So far, so good? As we say, this is technology so it’s not quite that simple. First, not all cloud content management software is created equal. We have to distinguish between basic cloud content management and cloud enterprise content management.
The first category, cloud content management, could be as simple as file sharing services such as Dropbox. They’re generally limited in purpose, consumerized and lack the integration and security features of more full-bodied systems.
The second category is based solely on the needs of the enterprise. These solutions include all the performance, management, security, compliance and business continuity functionality that’s required to meet the requirements of multi-layered, multi-functional organizations.
This may sound a little like splitting hairs, but it’s not. Organizations are realizing that the former is no longer enough to meet today’s requirements for stability, compliance and privacy. As a result, the niche cloud content management market is forecast to shrink slightly, while the market for full-scale enterprise content management is expected to grow to $43.6 billion by 2026.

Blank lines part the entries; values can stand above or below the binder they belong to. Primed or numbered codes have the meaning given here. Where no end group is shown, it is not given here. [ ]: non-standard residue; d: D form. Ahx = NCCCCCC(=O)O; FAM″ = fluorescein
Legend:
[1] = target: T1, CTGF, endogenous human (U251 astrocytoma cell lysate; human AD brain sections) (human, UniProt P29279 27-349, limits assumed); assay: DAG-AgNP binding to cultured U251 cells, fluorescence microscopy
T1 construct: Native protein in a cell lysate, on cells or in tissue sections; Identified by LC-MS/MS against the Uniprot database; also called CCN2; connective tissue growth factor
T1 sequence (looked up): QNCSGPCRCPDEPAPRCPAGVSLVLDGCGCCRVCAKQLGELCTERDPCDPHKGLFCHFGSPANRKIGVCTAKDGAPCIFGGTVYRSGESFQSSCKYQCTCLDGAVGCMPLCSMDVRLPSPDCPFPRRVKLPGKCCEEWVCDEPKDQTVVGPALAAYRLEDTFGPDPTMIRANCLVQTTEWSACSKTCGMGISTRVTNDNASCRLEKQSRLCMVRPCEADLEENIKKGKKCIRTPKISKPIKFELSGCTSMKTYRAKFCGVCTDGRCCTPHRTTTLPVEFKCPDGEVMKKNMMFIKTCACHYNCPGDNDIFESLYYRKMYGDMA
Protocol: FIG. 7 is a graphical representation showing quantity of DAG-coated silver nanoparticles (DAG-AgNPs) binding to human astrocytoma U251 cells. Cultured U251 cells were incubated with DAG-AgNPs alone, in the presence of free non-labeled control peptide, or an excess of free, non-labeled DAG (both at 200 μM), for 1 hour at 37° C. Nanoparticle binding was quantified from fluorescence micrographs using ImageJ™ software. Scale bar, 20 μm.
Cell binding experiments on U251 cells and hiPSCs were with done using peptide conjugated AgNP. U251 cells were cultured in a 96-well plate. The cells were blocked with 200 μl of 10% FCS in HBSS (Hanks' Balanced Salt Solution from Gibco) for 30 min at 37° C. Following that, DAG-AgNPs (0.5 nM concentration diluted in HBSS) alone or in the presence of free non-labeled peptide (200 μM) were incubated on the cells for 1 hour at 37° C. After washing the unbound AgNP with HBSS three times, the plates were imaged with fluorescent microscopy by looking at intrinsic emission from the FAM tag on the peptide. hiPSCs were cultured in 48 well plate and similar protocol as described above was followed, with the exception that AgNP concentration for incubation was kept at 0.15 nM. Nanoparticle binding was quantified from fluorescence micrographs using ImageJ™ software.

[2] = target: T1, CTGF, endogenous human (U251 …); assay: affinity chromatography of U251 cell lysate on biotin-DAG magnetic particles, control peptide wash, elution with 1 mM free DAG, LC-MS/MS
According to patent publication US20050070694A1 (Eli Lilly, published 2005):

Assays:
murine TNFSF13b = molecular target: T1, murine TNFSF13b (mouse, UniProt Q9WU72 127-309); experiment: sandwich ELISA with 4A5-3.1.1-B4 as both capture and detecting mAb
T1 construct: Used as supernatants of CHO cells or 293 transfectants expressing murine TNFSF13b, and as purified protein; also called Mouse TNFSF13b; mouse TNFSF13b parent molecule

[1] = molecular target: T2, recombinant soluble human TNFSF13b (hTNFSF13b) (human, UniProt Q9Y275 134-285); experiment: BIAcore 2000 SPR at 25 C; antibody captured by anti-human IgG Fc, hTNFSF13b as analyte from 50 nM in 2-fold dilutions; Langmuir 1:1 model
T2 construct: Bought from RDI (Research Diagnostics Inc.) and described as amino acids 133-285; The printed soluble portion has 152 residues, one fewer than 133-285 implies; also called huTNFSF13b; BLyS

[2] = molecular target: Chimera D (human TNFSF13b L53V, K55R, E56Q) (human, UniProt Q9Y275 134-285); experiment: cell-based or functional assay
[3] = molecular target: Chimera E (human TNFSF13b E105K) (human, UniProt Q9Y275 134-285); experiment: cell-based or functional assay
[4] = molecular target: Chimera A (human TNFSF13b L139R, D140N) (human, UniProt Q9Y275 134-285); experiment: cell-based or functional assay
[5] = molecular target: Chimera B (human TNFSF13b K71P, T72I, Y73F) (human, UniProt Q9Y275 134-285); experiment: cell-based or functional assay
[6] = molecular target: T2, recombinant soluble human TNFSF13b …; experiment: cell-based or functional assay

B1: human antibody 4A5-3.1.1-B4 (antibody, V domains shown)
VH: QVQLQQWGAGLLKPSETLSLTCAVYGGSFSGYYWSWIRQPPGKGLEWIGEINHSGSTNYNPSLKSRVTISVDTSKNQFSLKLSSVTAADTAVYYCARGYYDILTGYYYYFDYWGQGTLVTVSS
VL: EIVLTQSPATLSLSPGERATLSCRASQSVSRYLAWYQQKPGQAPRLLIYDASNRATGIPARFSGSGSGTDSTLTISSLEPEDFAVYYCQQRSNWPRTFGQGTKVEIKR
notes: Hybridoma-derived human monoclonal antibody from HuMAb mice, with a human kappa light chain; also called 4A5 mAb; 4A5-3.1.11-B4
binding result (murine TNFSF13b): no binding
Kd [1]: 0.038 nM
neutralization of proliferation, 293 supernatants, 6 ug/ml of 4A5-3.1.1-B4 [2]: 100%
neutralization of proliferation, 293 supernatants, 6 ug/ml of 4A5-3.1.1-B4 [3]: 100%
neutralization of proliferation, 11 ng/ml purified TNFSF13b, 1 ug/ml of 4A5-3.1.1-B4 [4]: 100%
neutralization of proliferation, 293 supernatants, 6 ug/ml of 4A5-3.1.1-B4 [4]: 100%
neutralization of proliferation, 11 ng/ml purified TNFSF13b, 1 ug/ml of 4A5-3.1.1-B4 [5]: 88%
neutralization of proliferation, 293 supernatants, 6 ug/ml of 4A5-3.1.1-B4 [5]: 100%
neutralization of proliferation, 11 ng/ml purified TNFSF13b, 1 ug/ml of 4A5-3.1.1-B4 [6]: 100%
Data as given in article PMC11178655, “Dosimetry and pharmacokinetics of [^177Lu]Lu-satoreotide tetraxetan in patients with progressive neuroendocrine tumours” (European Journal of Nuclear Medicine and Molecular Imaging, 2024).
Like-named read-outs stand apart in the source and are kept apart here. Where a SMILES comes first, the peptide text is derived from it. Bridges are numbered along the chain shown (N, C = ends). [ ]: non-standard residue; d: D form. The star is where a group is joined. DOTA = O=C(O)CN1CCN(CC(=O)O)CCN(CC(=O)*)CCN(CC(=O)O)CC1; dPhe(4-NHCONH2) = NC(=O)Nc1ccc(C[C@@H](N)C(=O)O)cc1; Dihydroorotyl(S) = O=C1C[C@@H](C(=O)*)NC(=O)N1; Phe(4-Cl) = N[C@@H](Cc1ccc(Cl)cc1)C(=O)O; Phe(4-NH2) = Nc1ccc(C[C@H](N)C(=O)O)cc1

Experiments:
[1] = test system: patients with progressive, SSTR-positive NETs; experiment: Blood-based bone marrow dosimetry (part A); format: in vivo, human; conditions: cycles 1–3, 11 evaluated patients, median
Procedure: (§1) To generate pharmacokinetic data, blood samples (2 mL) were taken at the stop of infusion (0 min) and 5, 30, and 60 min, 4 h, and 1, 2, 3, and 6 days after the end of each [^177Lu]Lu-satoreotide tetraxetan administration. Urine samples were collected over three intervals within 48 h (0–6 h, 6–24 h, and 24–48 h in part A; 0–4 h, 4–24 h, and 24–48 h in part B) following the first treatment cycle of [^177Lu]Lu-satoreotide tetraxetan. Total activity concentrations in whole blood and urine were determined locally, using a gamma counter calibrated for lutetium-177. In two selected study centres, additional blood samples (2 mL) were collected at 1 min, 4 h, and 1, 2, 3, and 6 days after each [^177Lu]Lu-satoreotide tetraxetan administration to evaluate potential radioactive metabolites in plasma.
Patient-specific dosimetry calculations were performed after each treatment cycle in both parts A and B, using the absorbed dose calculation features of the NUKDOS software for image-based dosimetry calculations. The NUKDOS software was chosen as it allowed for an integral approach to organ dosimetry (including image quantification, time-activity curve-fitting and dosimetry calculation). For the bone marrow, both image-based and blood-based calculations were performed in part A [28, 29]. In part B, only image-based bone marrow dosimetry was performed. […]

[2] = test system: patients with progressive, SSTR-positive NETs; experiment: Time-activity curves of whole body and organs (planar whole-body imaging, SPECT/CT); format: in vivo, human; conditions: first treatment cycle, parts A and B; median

The capabilities of a cloud content management platform
As we’ve seen, enterprise-level cloud content management is a combination of centralized, cloud-native content services with advanced security and governance. This is all built around an enterprise cloud content management platform that can integrate a wide range of content services seamlessly together. These capabilities, according to Gartner, can include:
The cloud content management platform has to deliver a customized and personalized user experience with embedded mobility and consistency across devices. The user shouldn’t have to go looking for the information but find it displayed within a single dashboard or embedded within their primary application.
The ability of a cloud-based platform to scale rapidly up and down to meet the demands of your workforce and extended ecosystem of partners, suppliers and customers.